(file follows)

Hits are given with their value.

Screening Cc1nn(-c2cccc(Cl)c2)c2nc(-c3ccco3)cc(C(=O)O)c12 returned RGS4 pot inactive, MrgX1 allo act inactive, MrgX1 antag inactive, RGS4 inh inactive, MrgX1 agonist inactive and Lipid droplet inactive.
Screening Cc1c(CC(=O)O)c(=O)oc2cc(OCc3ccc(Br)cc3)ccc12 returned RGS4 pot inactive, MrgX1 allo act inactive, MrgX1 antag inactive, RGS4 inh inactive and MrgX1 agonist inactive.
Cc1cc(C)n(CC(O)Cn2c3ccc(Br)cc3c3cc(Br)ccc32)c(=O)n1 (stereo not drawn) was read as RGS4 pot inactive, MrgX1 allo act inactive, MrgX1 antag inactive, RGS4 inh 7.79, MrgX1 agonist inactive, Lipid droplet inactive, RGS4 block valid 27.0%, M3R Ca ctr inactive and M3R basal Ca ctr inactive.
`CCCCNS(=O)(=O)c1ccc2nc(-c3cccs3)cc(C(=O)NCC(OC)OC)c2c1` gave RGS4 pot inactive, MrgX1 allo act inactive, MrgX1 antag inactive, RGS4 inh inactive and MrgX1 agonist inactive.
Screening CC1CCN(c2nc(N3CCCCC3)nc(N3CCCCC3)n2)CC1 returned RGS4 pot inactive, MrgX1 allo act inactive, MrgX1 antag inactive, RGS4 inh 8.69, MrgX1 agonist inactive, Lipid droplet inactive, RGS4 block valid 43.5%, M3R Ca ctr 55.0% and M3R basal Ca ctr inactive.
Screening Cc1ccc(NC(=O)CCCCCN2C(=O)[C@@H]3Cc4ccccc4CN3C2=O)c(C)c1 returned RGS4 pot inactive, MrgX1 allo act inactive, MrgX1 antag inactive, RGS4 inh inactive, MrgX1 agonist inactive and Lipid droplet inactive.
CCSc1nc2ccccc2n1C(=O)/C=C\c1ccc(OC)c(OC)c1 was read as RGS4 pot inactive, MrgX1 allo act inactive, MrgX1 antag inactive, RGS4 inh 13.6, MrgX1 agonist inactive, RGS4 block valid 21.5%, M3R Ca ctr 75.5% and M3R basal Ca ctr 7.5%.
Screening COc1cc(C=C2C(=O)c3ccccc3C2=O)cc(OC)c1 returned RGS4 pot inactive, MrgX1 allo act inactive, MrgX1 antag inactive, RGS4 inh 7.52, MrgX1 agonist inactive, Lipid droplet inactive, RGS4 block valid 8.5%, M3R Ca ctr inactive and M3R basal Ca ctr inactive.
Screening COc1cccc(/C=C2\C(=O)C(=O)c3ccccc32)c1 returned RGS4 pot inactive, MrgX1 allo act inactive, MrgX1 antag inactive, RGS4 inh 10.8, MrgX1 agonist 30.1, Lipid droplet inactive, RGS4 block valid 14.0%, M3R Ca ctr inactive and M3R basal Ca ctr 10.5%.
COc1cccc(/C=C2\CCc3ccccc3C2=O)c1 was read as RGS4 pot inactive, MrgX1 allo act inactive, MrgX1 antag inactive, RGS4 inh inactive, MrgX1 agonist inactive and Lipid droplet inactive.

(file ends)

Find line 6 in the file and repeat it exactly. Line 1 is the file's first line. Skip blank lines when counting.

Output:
Screening CC1CCN(c2nc(N3CCCCC3)nc(N3CCCCC3)n2)CC1 returned RGS4 pot inactive, MrgX1 allo act inactive, MrgX1 antag inactive, RGS4 inh 8.69, MrgX1 agonist inactive, Lipid droplet inactive, RGS4 block valid 43.5%, M3R Ca ctr 55.0% and M3R basal Ca ctr inactive.